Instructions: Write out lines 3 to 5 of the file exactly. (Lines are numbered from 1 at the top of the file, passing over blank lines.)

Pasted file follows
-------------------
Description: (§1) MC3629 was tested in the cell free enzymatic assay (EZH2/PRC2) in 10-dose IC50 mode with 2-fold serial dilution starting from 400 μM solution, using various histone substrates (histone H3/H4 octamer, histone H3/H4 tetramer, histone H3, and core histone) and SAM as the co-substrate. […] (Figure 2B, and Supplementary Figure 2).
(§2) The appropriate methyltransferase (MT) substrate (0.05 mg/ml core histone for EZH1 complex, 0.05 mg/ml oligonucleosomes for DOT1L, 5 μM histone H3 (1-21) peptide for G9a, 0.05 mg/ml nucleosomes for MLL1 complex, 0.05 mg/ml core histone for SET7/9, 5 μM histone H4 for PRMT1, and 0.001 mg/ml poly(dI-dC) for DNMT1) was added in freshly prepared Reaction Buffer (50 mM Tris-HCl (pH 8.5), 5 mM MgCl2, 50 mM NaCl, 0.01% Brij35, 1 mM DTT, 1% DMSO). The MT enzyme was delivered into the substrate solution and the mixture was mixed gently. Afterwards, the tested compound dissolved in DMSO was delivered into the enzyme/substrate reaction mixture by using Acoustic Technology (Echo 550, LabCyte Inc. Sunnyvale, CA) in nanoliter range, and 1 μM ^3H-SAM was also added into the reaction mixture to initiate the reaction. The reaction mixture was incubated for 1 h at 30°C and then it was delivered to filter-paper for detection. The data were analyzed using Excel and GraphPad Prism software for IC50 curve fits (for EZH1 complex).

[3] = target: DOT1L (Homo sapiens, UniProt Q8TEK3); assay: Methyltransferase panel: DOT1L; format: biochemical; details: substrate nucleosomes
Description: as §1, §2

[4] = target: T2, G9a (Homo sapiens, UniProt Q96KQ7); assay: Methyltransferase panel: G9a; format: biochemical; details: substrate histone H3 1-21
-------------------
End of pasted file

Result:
[3] = target: DOT1L (Homo sapiens, UniProt Q8TEK3); assay: Methyltransferase panel: DOT1L; format: biochemical; details: substrate nucleosomes
Description: as §1, §2

[4] = target: T2, G9a (Homo sapiens, UniProt Q96KQ7); assay: Methyltransferase panel: G9a; format: biochemical; details: substrate histone H3 1-21